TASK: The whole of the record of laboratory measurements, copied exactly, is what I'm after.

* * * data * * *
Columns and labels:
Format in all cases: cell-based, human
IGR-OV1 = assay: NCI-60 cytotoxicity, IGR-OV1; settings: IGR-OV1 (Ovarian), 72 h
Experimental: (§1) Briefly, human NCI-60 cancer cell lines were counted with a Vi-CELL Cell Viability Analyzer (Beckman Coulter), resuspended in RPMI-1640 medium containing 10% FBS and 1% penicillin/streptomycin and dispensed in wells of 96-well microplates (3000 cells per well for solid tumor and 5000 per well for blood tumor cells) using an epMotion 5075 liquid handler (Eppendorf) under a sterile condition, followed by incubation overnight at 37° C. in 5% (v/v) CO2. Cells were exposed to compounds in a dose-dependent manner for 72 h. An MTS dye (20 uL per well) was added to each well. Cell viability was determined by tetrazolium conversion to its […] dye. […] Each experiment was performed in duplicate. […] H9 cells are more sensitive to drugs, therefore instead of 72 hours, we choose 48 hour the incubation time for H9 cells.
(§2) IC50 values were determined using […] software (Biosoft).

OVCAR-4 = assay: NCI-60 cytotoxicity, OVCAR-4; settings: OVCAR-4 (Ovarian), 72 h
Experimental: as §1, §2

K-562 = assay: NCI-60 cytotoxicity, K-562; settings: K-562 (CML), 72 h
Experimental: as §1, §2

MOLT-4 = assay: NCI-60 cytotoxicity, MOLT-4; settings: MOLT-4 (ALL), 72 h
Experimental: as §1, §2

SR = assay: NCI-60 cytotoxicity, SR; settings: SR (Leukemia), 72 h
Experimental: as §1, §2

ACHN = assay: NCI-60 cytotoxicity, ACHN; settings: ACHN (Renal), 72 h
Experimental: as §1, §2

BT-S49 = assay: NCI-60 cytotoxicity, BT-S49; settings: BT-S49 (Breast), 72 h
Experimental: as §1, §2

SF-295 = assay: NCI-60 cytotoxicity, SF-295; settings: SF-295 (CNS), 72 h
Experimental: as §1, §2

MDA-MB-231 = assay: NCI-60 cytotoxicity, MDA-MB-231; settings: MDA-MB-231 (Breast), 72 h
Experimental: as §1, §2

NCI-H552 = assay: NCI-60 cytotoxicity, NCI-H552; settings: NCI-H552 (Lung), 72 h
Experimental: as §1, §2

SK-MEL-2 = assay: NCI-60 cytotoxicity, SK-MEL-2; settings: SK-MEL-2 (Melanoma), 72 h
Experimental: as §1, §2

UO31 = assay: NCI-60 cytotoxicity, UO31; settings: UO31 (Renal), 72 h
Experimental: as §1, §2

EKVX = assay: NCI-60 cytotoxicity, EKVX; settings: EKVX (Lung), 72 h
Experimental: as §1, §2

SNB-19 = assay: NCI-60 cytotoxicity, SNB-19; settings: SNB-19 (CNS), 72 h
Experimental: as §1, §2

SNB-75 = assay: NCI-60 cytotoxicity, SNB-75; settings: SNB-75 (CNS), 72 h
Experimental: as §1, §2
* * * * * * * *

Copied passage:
Columns and labels:
Format in all cases: cell-based, human
IGR-OV1 = assay: NCI-60 cytotoxicity, IGR-OV1; settings: IGR-OV1 (Ovarian), 72 h
Experimental: (§1) Briefly, human NCI-60 cancer cell lines were counted with a Vi-CELL Cell Viability Analyzer (Beckman Coulter), resuspended in RPMI-1640 medium containing 10% FBS and 1% penicillin/streptomycin and dispensed in wells of 96-well microplates (3000 cells per well for solid tumor and 5000 per well for blood tumor cells) using an epMotion 5075 liquid handler (Eppendorf) under a sterile condition, followed by incubation overnight at 37° C. in 5% (v/v) CO2. Cells were exposed to compounds in a dose-dependent manner for 72 h. An MTS dye (20 uL per well) was added to each well. Cell viability was determined by tetrazolium conversion to its […] dye. […] Each experiment was performed in duplicate. […] H9 cells are more sensitive to drugs, therefore instead of 72 hours, we choose 48 hour the incubation time for H9 cells.
(§2) IC50 values were determined using […] software (Biosoft).

OVCAR-4 = assay: NCI-60 cytotoxicity, OVCAR-4; settings: OVCAR-4 (Ovarian), 72 h
Experimental: as §1, §2

K-562 = assay: NCI-60 cytotoxicity, K-562; settings: K-562 (CML), 72 h
Experimental: as §1, §2

MOLT-4 = assay: NCI-60 cytotoxicity, MOLT-4; settings: MOLT-4 (ALL), 72 h
Experimental: as §1, §2

SR = assay: NCI-60 cytotoxicity, SR; settings: SR (Leukemia), 72 h
Experimental: as §1, §2

ACHN = assay: NCI-60 cytotoxicity, ACHN; settings: ACHN (Renal), 72 h
Experimental: as §1, §2

BT-S49 = assay: NCI-60 cytotoxicity, BT-S49; settings: BT-S49 (Breast), 72 h
Experimental: as §1, §2

SF-295 = assay: NCI-60 cytotoxicity, SF-295; settings: SF-295 (CNS), 72 h
Experimental: as §1, §2

MDA-MB-231 = assay: NCI-60 cytotoxicity, MDA-MB-231; settings: MDA-MB-231 (Breast), 72 h
Experimental: as §1, §2

NCI-H552 = assay: NCI-60 cytotoxicity, NCI-H552; settings: NCI-H552 (Lung), 72 h
Experimental: as §1, §2

SK-MEL-2 = assay: NCI-60 cytotoxicity, SK-MEL-2; settings: SK-MEL-2 (Melanoma), 72 h
Experimental: as §1, §2

UO31 = assay: NCI-60 cytotoxicity, UO31; settings: UO31 (Renal), 72 h
Experimental: as §1, §2

EKVX = assay: NCI-60 cytotoxicity, EKVX; settings: EKVX (Lung), 72 h
Experimental: as §1, §2

SNB-19 = assay: NCI-60 cytotoxicity, SNB-19; settings: SNB-19 (CNS), 72 h
Experimental: as §1, §2

SNB-75 = assay: NCI-60 cytotoxicity, SNB-75; settings: SNB-75 (CNS), 72 h
Experimental: as §1, §2